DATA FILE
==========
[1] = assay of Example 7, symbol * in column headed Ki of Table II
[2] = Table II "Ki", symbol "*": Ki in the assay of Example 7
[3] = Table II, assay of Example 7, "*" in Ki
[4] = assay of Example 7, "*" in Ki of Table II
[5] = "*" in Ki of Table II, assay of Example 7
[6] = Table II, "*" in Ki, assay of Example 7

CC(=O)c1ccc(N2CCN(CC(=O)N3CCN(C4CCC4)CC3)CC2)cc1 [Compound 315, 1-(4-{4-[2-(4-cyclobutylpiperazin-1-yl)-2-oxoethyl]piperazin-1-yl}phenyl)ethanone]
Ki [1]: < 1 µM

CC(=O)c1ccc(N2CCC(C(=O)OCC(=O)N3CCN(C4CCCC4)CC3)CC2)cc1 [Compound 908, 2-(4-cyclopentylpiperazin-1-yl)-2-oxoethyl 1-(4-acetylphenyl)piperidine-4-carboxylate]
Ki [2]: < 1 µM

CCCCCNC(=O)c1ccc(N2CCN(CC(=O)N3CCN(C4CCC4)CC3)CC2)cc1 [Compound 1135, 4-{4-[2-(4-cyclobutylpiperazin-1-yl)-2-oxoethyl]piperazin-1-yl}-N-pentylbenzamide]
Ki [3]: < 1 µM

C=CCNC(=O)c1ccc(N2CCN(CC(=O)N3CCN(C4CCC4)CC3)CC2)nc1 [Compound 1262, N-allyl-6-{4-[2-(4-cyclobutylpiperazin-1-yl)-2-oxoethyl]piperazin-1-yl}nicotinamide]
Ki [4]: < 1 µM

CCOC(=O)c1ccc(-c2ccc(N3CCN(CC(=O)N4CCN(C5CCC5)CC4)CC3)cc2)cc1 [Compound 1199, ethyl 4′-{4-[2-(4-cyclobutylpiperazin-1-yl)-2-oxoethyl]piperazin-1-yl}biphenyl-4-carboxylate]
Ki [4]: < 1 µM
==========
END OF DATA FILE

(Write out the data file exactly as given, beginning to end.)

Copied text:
[1] = assay of Example 7, symbol * in column headed Ki of Table II
[2] = Table II "Ki", symbol "*": Ki in the assay of Example 7
[3] = Table II, assay of Example 7, "*" in Ki
[4] = assay of Example 7, "*" in Ki of Table II
[5] = "*" in Ki of Table II, assay of Example 7
[6] = Table II, "*" in Ki, assay of Example 7

CC(=O)c1ccc(N2CCN(CC(=O)N3CCN(C4CCC4)CC3)CC2)cc1 [Compound 315, 1-(4-{4-[2-(4-cyclobutylpiperazin-1-yl)-2-oxoethyl]piperazin-1-yl}phenyl)ethanone]
Ki [1]: < 1 µM

CC(=O)c1ccc(N2CCC(C(=O)OCC(=O)N3CCN(C4CCCC4)CC3)CC2)cc1 [Compound 908, 2-(4-cyclopentylpiperazin-1-yl)-2-oxoethyl 1-(4-acetylphenyl)piperidine-4-carboxylate]
Ki [2]: < 1 µM

CCCCCNC(=O)c1ccc(N2CCN(CC(=O)N3CCN(C4CCC4)CC3)CC2)cc1 [Compound 1135, 4-{4-[2-(4-cyclobutylpiperazin-1-yl)-2-oxoethyl]piperazin-1-yl}-N-pentylbenzamide]
Ki [3]: < 1 µM

C=CCNC(=O)c1ccc(N2CCN(CC(=O)N3CCN(C4CCC4)CC3)CC2)nc1 [Compound 1262, N-allyl-6-{4-[2-(4-cyclobutylpiperazin-1-yl)-2-oxoethyl]piperazin-1-yl}nicotinamide]
Ki [4]: < 1 µM

CCOC(=O)c1ccc(-c2ccc(N3CCN(CC(=O)N4CCN(C5CCC5)CC4)CC3)cc2)cc1 [Compound 1199, ethyl 4′-{4-[2-(4-cyclobutylpiperazin-1-yl)-2-oxoethyl]piperazin-1-yl}biphenyl-4-carboxylate]
Ki [4]: < 1 µM